Or to put it another way, walkability (as this essay, and most elites, means it) is not the highest measure of a city’s livability, although we often, especially in elite spaces, take it as that.


Amman is a great city, with parts that are very walkable, but it’s also a city of steep hills separated by thin valleys, with the old run-off streams that forged them, replaced by wide boulevards of cars with crazy drivers.

The result is it’s now really eight or ten disjointed cities, with cabs as the only way to easily get between them (they do have buses, but they rarely run).

Amman is not blessed with great walking geography, unlike flatter more connected cities that become a cohesive whole, like Tokyo, London, and Hanoi.

Other cities are broken into disjointed segments by rivers and inlets (NYC, Taipei, Seoul), or interstates and bad planning, (LA, Orlando), or a combination of both of them (Sofia).

Disconnectedness driven by geography can be overcome by human solutions, but it can only take you so far.

I’ve walked the long bridges of both Seoul and Taipei, and while they are well planned, with demarcated pedestrian lanes, they don’t make for enjoyable strolls. More like tasks to be overcome.

Good climate/ low crime/low pollution

This one is pretty straightforward. You should be comfortable when walking. That means not have the risk of being mugged on the street or on a bus, not getting frost bite or heat stroke, and not inhaling ten liters of fumes per block.

When you go to places like Bishkek, or Ulaanbaatar in the winter, when the smog from the tens of thousands of home fires settles over the valley, it’s a nice reminder of just how far the US has come in last four decades on air pollution.

Los Angeles and NYC still have smog, but it’s nothing like it was in the 80s, and nothing close to what you find in many global cities, where walking can become literally unhealthy.

It might not be equivalent to smoking a pack of cigarettes, but only because it’s a lot less fun.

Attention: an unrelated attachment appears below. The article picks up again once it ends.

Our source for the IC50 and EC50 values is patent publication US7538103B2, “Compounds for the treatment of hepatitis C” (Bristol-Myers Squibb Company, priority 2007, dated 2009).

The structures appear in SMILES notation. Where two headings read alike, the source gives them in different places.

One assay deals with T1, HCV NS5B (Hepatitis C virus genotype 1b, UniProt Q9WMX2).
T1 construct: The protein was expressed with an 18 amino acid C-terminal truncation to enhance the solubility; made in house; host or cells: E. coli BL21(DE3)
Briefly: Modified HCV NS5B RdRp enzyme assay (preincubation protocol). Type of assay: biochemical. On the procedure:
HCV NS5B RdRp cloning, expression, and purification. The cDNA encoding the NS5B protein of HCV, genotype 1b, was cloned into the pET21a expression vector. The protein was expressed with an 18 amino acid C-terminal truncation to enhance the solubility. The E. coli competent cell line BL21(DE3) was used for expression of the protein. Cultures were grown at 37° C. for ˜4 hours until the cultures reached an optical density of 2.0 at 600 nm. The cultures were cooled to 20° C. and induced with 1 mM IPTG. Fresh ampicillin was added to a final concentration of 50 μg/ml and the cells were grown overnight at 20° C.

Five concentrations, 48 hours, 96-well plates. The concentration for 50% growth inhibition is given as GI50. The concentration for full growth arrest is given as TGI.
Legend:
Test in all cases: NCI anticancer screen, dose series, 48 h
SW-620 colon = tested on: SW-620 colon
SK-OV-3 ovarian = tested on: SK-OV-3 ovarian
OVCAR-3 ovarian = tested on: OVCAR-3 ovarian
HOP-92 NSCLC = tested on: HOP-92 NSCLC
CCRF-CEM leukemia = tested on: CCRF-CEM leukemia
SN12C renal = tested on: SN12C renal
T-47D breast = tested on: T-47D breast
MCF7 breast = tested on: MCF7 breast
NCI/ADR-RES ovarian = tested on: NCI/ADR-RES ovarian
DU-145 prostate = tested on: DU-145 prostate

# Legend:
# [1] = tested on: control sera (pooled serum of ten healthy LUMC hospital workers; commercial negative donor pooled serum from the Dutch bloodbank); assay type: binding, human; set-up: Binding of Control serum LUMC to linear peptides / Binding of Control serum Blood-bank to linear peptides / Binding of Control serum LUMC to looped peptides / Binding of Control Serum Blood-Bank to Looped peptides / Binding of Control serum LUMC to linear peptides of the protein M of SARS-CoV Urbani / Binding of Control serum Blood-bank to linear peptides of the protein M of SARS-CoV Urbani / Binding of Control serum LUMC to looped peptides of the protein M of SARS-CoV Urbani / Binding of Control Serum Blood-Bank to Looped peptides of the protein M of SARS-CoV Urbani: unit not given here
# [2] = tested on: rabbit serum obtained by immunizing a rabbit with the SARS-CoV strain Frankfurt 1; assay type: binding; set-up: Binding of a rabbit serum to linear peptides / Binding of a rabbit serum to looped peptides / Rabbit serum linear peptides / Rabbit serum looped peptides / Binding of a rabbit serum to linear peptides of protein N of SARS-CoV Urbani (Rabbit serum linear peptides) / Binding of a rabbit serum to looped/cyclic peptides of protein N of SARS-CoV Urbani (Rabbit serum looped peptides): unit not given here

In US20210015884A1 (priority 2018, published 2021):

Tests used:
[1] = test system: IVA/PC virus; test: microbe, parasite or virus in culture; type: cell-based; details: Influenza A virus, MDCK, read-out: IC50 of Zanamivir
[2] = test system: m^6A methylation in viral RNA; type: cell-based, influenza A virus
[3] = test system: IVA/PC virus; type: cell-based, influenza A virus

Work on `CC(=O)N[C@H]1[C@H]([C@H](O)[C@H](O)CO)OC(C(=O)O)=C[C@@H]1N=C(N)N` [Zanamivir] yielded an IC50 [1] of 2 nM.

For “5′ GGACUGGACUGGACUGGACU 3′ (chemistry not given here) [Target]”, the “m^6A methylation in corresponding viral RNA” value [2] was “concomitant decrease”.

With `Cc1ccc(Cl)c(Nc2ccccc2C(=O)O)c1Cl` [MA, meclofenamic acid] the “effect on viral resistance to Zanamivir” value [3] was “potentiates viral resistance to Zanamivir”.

Cool things to want to walk to

I mean. You should want to leave your pod.

All of these categories are subjective, and the scores I assign below to each of them for each city are entirely made up by me based on my experience, but this is the most subjective.

It is kind of a cheat category, which you can use to boost one city, or ding another. But then again, this whole exercise is like that!

Putting it all together into a final score

Hopefully after all the above, if you are still reading, you’re as skeptical of this whole thing as the two men above were skeptical of me claiming I was going to walk across England. Good.

Regardless, here is my super-duper walkability metric, of some of the cities I’ve walked, using all of the above variables, equally weighted.

Here is the same metric, but using my own personal weighting. That is, making pedestrian infrastructure the most important factor, contentedness the least.

I’ve uploaded the file as an excel worksheet to google docs, if you want to play around with it, although it’s a straight-forward averaging of subjective scores (from 1 to 10) normalized to a scale from 0 to 100.

Here is the link for the geeks in the crowd: Walkability sheet. Feel free to play around with it, but please only write in the cells with blue-numbers.

I’m ok with the results since they also pass my sniff test, with places I’ve enjoyed walking (Tokyo, Istanbul) ranking high, and those where it’s been more of an exercise in frustration (Orlando, Ulaanbaatar) ranking low.

Last semi-obvious note that I want end with, that I touched on above and in the footnotes: This version of walkability, or almost any version, isn’t or shouldn’t be the highest goal of a city!